The flag of the state of Oregon is a two-sided flag in navy blue and gold with an optional gold fringe. On the front is the escutcheon from the state seal and on the reverse is a gold figure of a beaver, the state animal. Oregon is the only U.S. state to have a two-sided flag.
The current flag design became official on February 26, 1925. What is believed to be the first flag of Oregon produced was made that year by Meier & Frank, sewn by Marjorie Kennedy and Blanche Cox, employees of the department store. That flag was donated to Eastern Oregon University in 1954 by the grandson of former governor Walter M. Pierce. In 2010, the flag was restored.
Oregon's flag is the last remaining state flag in the U.S. in which the obverse and reverse sides have different designs. Paraguay is the only country that still has a two-sided flag. Two-sided flags were previously more common, but have been reduced due to increased costs of manufacturing a flag with two different designs.
The flag field is navy blue with all lettering and symbols in gold, representing the state colors of Oregon. On the obverse, the legend STATE OF OREGON is written above an escutcheon, which also appears in the Oregon state seal. The shield is surrounded by 33 stars, representing Oregon's admission to the Union as the 33rd state. Below the shield is written 1859, the year in which Oregon became a state.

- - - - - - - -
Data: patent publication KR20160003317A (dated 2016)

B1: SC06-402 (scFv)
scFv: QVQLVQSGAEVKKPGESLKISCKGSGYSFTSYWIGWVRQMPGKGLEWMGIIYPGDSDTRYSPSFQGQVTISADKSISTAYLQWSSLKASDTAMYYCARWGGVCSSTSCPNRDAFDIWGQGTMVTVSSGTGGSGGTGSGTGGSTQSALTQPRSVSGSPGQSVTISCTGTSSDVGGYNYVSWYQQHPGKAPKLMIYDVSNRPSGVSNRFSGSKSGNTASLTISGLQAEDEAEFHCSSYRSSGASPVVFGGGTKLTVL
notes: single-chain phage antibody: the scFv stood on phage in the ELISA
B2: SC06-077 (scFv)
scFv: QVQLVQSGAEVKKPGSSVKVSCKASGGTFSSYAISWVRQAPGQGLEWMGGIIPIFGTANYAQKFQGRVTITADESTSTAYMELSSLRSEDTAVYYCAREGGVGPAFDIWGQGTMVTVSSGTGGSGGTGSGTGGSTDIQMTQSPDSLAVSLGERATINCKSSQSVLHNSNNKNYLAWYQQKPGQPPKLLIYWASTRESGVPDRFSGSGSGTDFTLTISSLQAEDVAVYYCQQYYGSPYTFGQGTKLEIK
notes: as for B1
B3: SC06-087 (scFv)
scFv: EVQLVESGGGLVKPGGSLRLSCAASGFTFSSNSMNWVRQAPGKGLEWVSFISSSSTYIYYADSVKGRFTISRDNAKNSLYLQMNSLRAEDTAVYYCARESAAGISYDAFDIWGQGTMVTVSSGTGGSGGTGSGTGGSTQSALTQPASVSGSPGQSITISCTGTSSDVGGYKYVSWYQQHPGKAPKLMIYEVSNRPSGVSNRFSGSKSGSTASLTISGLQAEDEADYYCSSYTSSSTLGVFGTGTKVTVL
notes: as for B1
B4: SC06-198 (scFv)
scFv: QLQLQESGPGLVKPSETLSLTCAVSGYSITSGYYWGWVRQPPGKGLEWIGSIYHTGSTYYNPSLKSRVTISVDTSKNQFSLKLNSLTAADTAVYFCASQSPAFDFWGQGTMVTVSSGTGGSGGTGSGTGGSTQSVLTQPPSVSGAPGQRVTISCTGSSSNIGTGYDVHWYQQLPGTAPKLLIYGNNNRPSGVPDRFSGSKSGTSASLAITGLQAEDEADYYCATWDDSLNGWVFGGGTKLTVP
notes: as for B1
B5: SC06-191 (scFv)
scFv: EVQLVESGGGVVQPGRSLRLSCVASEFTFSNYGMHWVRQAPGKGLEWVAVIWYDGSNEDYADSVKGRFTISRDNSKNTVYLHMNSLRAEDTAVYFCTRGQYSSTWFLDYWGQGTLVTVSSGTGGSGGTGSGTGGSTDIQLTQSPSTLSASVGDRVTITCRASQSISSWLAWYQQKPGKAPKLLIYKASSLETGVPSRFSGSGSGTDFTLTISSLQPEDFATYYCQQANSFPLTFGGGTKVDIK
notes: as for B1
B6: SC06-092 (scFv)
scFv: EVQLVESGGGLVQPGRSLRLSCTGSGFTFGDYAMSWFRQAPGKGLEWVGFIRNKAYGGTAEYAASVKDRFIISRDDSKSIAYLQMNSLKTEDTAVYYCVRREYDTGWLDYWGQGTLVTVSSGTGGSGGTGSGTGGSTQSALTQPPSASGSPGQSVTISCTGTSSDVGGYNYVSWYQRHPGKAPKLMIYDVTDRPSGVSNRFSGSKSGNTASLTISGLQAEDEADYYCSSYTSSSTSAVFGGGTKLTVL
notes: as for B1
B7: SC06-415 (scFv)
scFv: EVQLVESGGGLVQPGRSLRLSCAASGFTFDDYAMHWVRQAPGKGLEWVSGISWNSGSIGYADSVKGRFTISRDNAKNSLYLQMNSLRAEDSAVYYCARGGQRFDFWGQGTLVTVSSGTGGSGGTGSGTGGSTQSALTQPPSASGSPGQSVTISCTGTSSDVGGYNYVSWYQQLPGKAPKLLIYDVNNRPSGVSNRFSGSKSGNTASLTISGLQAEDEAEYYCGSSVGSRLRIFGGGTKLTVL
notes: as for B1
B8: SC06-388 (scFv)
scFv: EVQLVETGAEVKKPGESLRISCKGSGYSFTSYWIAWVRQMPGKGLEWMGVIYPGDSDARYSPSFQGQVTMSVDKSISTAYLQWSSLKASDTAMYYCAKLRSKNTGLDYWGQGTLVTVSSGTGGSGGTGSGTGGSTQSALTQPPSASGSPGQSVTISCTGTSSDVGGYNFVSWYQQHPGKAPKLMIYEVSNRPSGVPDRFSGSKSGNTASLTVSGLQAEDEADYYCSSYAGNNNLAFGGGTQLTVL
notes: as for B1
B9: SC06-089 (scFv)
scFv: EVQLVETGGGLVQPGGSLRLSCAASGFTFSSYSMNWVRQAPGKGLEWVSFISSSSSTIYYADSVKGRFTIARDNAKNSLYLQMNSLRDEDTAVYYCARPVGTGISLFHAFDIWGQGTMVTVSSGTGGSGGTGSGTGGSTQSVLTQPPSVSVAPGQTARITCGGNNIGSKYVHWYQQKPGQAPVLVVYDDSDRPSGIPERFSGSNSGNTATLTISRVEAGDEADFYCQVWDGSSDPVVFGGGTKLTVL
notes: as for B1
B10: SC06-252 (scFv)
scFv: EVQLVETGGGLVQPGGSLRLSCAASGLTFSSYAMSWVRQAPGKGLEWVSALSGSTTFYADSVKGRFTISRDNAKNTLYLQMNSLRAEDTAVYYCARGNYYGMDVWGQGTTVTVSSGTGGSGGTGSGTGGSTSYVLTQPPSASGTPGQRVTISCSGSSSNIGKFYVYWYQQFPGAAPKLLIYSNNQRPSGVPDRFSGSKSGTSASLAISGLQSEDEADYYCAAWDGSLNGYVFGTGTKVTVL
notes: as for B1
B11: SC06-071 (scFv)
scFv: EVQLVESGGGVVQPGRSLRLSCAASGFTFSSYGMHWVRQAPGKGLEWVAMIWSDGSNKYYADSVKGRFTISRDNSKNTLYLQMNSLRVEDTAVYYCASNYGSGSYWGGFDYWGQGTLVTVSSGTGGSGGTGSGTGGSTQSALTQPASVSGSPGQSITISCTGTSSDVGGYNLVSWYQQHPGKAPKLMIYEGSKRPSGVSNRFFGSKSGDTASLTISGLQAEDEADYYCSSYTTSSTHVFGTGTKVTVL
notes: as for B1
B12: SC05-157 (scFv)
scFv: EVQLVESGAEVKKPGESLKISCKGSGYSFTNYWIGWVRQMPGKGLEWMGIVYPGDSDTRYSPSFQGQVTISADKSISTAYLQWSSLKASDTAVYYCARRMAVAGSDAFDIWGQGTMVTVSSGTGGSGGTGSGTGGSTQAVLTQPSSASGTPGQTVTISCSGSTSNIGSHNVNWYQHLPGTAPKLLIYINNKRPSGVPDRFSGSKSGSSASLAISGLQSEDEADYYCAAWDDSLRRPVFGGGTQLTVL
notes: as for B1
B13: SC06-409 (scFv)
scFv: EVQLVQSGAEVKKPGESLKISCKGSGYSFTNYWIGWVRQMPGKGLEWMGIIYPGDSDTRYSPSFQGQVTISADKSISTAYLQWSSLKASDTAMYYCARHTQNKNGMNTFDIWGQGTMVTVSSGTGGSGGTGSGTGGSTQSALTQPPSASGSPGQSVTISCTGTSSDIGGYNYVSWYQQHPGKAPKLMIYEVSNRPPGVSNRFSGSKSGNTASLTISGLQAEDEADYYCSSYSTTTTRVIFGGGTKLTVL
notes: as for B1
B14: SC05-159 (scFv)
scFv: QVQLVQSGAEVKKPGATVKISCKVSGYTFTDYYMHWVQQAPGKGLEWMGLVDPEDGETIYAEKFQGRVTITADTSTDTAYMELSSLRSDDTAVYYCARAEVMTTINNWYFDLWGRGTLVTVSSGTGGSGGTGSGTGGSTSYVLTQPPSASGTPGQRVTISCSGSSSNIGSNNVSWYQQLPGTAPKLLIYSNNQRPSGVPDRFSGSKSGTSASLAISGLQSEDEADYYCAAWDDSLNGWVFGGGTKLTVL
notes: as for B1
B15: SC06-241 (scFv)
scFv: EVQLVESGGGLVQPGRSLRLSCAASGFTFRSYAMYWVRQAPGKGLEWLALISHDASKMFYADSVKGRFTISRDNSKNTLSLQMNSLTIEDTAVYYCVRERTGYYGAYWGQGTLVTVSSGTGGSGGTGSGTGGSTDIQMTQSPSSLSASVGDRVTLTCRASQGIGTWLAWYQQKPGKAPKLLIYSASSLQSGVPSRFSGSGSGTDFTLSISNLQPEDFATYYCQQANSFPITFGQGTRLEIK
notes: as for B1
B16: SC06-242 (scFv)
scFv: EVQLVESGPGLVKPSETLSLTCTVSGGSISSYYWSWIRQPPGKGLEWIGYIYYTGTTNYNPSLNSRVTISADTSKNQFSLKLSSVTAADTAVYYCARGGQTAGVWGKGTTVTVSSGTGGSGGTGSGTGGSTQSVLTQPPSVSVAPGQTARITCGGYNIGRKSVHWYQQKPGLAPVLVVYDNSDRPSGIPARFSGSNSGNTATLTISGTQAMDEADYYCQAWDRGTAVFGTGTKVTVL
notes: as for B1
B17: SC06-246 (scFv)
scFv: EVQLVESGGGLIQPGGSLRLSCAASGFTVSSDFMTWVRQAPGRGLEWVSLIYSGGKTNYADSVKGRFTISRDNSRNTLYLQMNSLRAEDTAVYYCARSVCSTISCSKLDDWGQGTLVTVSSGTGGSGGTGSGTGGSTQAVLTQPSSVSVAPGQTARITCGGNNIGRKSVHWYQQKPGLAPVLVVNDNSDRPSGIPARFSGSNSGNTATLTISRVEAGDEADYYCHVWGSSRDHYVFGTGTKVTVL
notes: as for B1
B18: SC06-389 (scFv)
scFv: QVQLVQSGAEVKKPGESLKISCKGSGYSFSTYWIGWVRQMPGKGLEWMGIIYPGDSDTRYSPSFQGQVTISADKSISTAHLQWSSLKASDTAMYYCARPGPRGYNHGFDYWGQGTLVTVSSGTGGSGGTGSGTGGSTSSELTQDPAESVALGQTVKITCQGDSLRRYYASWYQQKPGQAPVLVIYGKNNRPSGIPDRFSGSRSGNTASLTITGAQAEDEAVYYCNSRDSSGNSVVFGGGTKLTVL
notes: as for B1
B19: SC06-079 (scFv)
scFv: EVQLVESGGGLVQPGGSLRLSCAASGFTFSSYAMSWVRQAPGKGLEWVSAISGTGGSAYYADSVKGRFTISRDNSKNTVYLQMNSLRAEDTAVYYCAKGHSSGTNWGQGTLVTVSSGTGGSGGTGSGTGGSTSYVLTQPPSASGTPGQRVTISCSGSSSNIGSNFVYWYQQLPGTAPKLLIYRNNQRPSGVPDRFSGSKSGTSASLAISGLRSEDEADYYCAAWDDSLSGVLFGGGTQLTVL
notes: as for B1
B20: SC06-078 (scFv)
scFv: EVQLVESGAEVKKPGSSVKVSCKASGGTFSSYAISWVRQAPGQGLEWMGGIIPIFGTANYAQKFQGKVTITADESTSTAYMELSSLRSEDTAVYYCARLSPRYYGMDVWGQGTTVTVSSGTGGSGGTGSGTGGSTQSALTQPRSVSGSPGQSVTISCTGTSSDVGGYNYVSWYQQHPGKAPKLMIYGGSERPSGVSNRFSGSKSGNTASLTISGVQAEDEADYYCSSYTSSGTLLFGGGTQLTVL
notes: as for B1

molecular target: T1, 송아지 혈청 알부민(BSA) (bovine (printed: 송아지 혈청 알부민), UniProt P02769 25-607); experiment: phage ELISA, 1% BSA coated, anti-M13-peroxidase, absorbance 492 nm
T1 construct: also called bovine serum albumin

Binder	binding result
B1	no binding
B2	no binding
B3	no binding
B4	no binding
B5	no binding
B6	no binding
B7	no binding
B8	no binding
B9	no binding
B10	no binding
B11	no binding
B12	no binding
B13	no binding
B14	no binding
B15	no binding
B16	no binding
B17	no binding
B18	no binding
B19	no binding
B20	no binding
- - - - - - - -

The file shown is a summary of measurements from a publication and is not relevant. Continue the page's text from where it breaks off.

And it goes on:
On the reverse of the flag is a depiction, also in gold, of a beaver, the state animal of Oregon. Oregon has the only U.S. state flag with differing symbolism on two sides.
For dress or parade usage, the flag may feature a gold fringe. For standard usage, no fringe is required. The ratio of the flag's width to length is 3:5.